At the same time, however, it cannot be denied that the faith which our Congregational brethren have set in the forefront of their declaration is not to-day the faith of all. Not only do some within the pale of the Protestant evangelical churches to which they appeal, hold this view only loosely and half-heartedly, but there are a few at least who deliberately set aside and reject the authority of Scripture. A teacher of theology, discussing "The Theological Teaching for the Times," lately declared: "The theological task to-day in all Western Christendom is . . . the complete rejection of the false principle of authority. 1The opening address at the beginning of the Seminary year, at Hamilton Theological Seminary, September 13, 1897. Copyright, 1898.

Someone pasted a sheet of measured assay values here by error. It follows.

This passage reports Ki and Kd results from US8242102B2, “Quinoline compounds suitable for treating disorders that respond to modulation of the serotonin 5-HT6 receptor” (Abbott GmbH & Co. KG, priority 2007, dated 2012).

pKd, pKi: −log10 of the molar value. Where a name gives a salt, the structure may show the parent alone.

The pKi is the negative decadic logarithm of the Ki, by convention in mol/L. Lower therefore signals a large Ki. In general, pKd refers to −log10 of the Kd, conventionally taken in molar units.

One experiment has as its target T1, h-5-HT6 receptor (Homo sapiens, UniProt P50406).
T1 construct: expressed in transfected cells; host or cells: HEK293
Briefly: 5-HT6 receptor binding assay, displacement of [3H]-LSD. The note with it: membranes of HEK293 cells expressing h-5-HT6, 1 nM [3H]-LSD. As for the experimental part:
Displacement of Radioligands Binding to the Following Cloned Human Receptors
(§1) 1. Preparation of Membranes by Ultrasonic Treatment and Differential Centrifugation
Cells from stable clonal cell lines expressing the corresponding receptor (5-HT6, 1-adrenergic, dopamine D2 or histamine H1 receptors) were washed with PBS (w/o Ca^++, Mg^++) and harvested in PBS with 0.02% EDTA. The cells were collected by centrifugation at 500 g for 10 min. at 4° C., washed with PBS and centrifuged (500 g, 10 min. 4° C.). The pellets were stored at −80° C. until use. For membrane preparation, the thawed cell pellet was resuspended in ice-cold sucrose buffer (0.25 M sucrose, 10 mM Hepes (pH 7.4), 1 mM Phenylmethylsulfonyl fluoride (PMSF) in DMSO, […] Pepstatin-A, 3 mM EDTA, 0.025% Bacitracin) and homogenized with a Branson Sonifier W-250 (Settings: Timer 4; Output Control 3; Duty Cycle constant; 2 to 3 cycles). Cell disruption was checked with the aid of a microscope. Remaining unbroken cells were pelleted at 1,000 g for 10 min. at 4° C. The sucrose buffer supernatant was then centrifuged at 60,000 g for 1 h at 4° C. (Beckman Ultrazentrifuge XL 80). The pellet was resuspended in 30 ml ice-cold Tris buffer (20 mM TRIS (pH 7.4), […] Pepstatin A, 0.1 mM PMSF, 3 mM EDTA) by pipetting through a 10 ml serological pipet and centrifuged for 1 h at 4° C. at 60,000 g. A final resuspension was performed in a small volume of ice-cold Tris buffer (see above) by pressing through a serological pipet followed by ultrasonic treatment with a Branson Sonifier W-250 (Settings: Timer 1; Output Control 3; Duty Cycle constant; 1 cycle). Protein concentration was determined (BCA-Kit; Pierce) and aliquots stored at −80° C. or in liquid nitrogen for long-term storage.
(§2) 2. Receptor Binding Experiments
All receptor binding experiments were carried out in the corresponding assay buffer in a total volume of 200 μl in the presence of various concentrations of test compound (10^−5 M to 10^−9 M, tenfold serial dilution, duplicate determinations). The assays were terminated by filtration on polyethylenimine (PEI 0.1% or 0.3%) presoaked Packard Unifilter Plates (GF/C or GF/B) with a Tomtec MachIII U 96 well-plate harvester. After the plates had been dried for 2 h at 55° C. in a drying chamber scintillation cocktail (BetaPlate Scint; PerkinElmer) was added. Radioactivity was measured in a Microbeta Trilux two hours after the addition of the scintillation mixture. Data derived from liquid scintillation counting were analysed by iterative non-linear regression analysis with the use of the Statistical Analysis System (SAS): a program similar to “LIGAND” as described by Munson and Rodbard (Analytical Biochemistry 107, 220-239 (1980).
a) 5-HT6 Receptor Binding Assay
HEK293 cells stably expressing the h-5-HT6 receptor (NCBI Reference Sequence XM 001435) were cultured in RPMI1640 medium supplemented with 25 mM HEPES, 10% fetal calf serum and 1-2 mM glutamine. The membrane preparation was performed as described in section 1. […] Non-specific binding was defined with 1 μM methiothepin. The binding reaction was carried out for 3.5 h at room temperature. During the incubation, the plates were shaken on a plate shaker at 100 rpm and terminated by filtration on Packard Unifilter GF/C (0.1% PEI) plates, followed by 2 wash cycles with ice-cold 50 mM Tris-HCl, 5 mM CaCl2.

Not an infallible church tradition, not an infallible church office, not an infallible canon of Scripture, only religion has sovereign right in the kingdom of religion. Today faith seeks freedom from these false principles of au
Now, while it must be recognized that there exists today, to a greater or less degree, a hostility to the authority of Scripture as to all authority in religion, which finds clear expression in the words just quoted, it is also to be remembered that this hostility is so far from being alarming or even surprising, that it is to be expected in view of the natural tendencies of the time. Of course this does not mean that all who may object to the authority of the Scriptures necessarily share all, or indeed any, of the characteristics of the age which are to be noted; but, even though unconsciously to themselves, men may be, must be, affected by the spirit of the age, as by the atmosphere in which they live. Of what sort, then, is the age, to the subtle influence of which we all are unceasingly exposed, and which may be molding us, intellectually and spiritually, even while we consciously resist it?